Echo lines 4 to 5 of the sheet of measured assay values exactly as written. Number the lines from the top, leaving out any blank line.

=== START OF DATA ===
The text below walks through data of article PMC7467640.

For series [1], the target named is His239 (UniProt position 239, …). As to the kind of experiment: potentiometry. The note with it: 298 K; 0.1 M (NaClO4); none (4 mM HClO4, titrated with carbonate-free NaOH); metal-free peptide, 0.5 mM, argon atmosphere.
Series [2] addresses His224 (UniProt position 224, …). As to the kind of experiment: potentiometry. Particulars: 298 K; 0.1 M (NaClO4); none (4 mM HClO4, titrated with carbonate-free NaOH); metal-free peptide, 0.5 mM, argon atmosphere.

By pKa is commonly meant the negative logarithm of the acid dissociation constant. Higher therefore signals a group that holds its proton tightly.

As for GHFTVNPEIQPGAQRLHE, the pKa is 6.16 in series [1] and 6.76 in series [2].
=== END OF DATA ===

By pKa is commonly meant the negative logarithm of the acid dissociation constant. Higher therefore signals a group that holds its proton tightly.

As for GHFTVNPEIQPGAQRLHE, the pKa is 6.16 in series [1] and 6.76 in series [2].